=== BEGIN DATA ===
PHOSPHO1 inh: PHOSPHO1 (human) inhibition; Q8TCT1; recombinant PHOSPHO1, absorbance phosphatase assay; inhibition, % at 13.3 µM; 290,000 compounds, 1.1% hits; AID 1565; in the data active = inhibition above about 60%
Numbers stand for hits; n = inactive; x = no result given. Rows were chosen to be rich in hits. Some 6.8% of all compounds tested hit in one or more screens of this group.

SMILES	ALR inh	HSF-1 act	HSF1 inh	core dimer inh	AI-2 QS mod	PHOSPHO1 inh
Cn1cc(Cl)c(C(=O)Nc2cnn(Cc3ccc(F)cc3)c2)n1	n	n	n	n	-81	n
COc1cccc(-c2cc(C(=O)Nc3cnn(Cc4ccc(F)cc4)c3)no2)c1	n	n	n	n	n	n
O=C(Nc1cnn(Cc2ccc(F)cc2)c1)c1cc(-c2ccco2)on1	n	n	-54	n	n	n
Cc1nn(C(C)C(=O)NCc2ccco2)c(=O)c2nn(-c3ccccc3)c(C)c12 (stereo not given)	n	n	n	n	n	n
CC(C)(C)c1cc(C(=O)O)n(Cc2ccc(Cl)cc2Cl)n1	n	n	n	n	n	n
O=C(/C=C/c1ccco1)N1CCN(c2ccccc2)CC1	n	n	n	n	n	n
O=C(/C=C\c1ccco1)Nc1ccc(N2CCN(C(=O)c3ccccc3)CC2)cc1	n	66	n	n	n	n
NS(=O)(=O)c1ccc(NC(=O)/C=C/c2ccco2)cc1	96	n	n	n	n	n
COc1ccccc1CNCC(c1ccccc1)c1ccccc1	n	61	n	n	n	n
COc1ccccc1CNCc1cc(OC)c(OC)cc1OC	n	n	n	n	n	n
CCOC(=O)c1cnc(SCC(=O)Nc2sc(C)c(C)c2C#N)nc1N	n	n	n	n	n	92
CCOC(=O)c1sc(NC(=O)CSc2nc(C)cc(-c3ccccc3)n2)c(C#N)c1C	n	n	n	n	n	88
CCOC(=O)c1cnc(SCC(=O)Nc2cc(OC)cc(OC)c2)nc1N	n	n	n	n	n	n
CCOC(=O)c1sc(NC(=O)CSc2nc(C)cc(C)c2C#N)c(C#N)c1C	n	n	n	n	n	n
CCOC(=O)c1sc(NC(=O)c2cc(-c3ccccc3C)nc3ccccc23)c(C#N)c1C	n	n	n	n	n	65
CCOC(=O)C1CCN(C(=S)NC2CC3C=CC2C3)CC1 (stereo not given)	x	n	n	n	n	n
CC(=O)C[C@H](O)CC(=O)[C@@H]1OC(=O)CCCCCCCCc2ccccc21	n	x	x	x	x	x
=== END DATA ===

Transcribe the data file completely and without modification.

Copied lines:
PHOSPHO1 inh: PHOSPHO1 (human) inhibition; Q8TCT1; recombinant PHOSPHO1, absorbance phosphatase assay; inhibition, % at 13.3 µM; 290,000 compounds, 1.1% hits; AID 1565; in the data active = inhibition above about 60%
Numbers stand for hits; n = inactive; x = no result given. Rows were chosen to be rich in hits. Some 6.8% of all compounds tested hit in one or more screens of this group.

SMILES	ALR inh	HSF-1 act	HSF1 inh	core dimer inh	AI-2 QS mod	PHOSPHO1 inh
Cn1cc(Cl)c(C(=O)Nc2cnn(Cc3ccc(F)cc3)c2)n1	n	n	n	n	-81	n
COc1cccc(-c2cc(C(=O)Nc3cnn(Cc4ccc(F)cc4)c3)no2)c1	n	n	n	n	n	n
O=C(Nc1cnn(Cc2ccc(F)cc2)c1)c1cc(-c2ccco2)on1	n	n	-54	n	n	n
Cc1nn(C(C)C(=O)NCc2ccco2)c(=O)c2nn(-c3ccccc3)c(C)c12 (stereo not given)	n	n	n	n	n	n
CC(C)(C)c1cc(C(=O)O)n(Cc2ccc(Cl)cc2Cl)n1	n	n	n	n	n	n
O=C(/C=C/c1ccco1)N1CCN(c2ccccc2)CC1	n	n	n	n	n	n
O=C(/C=C\c1ccco1)Nc1ccc(N2CCN(C(=O)c3ccccc3)CC2)cc1	n	66	n	n	n	n
NS(=O)(=O)c1ccc(NC(=O)/C=C/c2ccco2)cc1	96	n	n	n	n	n
COc1ccccc1CNCC(c1ccccc1)c1ccccc1	n	61	n	n	n	n
COc1ccccc1CNCc1cc(OC)c(OC)cc1OC	n	n	n	n	n	n
CCOC(=O)c1cnc(SCC(=O)Nc2sc(C)c(C)c2C#N)nc1N	n	n	n	n	n	92
CCOC(=O)c1sc(NC(=O)CSc2nc(C)cc(-c3ccccc3)n2)c(C#N)c1C	n	n	n	n	n	88
CCOC(=O)c1cnc(SCC(=O)Nc2cc(OC)cc(OC)c2)nc1N	n	n	n	n	n	n
CCOC(=O)c1sc(NC(=O)CSc2nc(C)cc(C)c2C#N)c(C#N)c1C	n	n	n	n	n	n
CCOC(=O)c1sc(NC(=O)c2cc(-c3ccccc3C)nc3ccccc23)c(C#N)c1C	n	n	n	n	n	65
CCOC(=O)C1CCN(C(=S)NC2CC3C=CC2C3)CC1 (stereo not given)	x	n	n	n	n	n
CC(=O)C[C@H](O)CC(=O)[C@@H]1OC(=O)CCCCCCCCc2ccccc21	n	x	x	x	x	x